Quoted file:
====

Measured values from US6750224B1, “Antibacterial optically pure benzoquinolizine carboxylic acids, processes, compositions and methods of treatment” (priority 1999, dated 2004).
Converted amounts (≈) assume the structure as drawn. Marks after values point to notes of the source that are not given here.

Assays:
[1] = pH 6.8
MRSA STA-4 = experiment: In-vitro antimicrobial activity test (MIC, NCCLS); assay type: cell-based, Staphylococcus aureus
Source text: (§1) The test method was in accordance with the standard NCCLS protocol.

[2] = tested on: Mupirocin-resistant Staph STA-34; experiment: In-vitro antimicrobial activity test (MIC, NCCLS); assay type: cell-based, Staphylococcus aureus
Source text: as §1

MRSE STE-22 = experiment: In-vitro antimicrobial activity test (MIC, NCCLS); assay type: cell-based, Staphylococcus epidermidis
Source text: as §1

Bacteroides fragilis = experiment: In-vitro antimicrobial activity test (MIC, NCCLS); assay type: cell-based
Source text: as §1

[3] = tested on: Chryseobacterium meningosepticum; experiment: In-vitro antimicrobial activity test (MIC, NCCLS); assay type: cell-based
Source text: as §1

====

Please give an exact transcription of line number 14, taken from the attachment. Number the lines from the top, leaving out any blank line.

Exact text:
Source text: as §1